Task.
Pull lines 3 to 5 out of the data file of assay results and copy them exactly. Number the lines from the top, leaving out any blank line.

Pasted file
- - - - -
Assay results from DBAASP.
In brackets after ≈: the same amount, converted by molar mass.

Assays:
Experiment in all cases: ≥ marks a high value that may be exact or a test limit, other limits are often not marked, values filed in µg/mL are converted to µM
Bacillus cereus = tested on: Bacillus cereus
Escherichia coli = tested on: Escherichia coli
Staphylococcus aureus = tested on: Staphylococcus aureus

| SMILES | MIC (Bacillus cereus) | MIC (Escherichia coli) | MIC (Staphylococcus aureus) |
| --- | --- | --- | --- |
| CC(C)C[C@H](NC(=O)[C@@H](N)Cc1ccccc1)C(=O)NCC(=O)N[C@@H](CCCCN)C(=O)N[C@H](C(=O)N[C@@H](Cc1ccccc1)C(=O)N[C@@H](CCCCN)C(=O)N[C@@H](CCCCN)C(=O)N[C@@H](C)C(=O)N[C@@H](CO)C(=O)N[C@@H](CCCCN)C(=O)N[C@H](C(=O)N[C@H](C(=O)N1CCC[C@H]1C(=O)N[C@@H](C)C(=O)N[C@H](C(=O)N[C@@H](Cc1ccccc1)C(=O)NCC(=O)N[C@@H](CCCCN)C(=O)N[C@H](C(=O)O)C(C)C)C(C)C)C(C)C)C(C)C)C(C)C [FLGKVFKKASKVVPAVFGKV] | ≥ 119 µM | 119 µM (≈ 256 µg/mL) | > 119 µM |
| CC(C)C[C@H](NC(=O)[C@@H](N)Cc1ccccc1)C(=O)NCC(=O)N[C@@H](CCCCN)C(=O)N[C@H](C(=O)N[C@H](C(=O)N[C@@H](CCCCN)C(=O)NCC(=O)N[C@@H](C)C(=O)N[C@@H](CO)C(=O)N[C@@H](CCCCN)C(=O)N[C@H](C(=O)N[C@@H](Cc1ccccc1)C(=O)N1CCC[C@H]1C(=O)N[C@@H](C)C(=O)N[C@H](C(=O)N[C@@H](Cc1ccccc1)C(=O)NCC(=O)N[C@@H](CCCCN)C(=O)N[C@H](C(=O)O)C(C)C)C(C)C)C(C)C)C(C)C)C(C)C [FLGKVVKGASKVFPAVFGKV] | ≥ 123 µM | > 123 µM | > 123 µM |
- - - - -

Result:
Assays:
Experiment in all cases: ≥ marks a high value that may be exact or a test limit, other limits are often not marked, values filed in µg/mL are converted to µM
Bacillus cereus = tested on: Bacillus cereus